While it doesn't hesitate to talk of the "mystery that we are," Biogenetic Structuralism does not, of course (or not yet), deal with what would seem to be the obvious fourth level to the evolutionary process: a unity-in-diversity of persons. That is: while it is not religion or theology looking at, or incorporating science into its perspectives, the Biogenetic Structuralist viewpoint does seem to be congruent with Jung's understanding of the three-dimensional "incarnation of the Self" and Bulgakov's "actualization of divine potentialities." These are some of the main ideas about the convergence of science and religion I hope to spell out in future posts.
With regard to the cosmic process at the human level, Biogenetic Structuralism sees three stages to personal (ontogenetic) development: received (DNA-based) gnosis, ego experience, and trans-ego (contemplative) experience.
It understands ego-development (Jungian "individuation") in terms of the neuro-gnostic self adapting to its external environment for survival by assimilation and accommodation, and it understands trans-ego development ("advanced individuation") as the neuro-gnostic self adapting to the cosmic-ontogenetic process itself. That is, it sees the same process operative at both levels, but it is the process (rather than the external environment) that is its focus at the contemplative level (and which is seen as a kind of "ceiling" to the transformation process).
In response to positivist views, Biogenetic Structuralism offers as evidence for this deep trans-personal human experience the cross-cultural global phenomena of shamanism, symbol, myth and ritual.
I find Biogenetic Structuralism's combination of cultural anthropology and neurology for understanding of ritual and symbol to be extremely enlightening but also quite challenging. It recognizes ritual as a mean of enculturation: the incorporation of individuals into a cultural cosmology, which is fairly easy to understand. Far more challenging is its understanding of symbol in ritual: Biogenetic Structuralism sees the symbol-process as nothing less than the essential way the mind-brain works to produce personal transformation.
In neurological jargon: symbol is "a bit entrained to the whole," evoking what the whole brain already knows, and which, because it is not necessarily isomorphic with the operational environment stimulus, activates the cognitive imperative-- the fundamental drive (urge or impetus) of the brain and nervous system (arising from the cosmic process itself)-- to complete the stimulus-meaning-response cycle for its maintenance and development.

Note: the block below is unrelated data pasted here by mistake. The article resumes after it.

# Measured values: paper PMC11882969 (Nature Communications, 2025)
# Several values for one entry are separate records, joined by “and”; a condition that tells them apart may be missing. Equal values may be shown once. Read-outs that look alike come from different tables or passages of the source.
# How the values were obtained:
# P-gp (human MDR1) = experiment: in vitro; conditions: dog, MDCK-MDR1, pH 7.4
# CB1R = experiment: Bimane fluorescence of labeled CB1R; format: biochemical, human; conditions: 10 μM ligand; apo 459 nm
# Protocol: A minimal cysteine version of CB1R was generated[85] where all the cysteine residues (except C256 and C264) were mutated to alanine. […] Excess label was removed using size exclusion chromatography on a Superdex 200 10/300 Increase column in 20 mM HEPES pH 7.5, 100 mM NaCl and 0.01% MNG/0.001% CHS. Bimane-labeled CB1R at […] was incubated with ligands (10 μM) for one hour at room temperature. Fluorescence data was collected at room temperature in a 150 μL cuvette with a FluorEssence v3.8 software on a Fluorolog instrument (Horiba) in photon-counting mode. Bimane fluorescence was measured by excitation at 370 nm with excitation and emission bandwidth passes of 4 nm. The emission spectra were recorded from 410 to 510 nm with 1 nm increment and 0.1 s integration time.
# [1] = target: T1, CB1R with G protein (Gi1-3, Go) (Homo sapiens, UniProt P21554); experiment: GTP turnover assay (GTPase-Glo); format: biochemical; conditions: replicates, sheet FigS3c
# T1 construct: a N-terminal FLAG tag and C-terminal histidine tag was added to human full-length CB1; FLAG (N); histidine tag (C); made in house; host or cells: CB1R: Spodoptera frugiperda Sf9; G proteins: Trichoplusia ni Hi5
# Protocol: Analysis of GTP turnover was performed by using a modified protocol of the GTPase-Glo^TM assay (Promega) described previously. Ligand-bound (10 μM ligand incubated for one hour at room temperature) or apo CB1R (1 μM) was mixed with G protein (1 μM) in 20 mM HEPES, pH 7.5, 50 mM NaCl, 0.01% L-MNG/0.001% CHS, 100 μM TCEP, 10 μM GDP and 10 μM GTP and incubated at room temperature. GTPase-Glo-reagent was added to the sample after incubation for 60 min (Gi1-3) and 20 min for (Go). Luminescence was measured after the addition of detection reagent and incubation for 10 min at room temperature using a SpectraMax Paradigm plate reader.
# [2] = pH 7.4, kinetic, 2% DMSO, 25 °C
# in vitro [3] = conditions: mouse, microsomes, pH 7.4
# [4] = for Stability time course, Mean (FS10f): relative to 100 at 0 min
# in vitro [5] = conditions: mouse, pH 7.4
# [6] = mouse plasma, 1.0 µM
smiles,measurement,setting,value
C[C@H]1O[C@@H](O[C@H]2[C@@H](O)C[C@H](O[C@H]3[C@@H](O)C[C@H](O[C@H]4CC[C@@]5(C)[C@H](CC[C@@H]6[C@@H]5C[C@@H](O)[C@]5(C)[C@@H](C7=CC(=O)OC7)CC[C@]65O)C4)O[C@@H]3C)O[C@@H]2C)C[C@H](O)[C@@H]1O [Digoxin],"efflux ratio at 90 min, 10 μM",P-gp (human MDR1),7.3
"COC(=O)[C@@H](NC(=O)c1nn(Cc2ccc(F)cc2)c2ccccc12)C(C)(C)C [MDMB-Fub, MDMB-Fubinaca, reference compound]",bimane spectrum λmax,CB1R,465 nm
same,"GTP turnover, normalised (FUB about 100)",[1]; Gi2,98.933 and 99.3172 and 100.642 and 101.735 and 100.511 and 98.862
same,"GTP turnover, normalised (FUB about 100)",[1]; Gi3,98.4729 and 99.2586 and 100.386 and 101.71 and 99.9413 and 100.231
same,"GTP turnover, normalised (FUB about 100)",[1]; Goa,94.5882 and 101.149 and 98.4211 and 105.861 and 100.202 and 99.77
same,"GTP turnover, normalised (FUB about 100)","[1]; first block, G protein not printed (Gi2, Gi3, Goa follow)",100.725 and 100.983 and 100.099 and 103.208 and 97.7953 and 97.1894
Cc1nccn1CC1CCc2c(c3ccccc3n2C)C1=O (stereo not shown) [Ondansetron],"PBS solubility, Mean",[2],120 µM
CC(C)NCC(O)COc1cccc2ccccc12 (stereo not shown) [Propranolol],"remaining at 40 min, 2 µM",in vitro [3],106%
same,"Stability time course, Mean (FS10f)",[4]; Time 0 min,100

Meditation practice is understood similarly. While ritual can be either calming or exciting, and meditation is usually quieting, in terms of neurological activity both processes in their extreme extensions spill over into their opposite. It is when both processes occur together that unitary ("unitive" and, also, near-death) experience happens: no time, no space, no separation, "nothing" becomes the pleromic no-thing, "nowhere" becomes now-here, the "alone" becomes all-one.
I find the third section of the "definitive" Brain, Symbol and Experience, to be the most fascinating part of the book. It's called Consciousness and the Limits of Experience. Its four chapters are:
9. Empirical Ego, Consciousness and Context
10. Dreaming, the Shaman's Journey, and Polyphasic Consciousness
11. Mature Contemplation
12. Conclusion: Neural Organization and Epistemic Process
Chapters 10 and 12, dealing with the shamanic and cosmic nature of consciousness, are especially stimulating. In terms of my own story, there's lots of work for me to do here and I hope eventually to share some of it with readers.
With regard to the convergence of science and religion, what I find most fascinating has to do with an idea which even the New Cosmology is (somewhat understandably) reluctant to deal with: what I've called, above, the "fourth level of the evolutionary process." If I'm understanding the neurological data correctly-- about the functioning of the brain's neocortical lobes resulting in our need for endings as well as beginnings-- it would seem that our hope for a final outcome to the cosmic process is generated by the cosmic process itself.
If so, then from a Biogenetic Structuralism perspective, it's not at all unreasonable to see cosmic evolution not only as creative and participatory but also, in Bruno Barnhart's words, as "rooted in divine sophia who bears the creation toward its fulfillment in a koinonia of persons and eucharistic Omega."
Spelling out ideas like that, as simply and clearly as I can, is what this project is all about.
Wednesday, June 6, 2007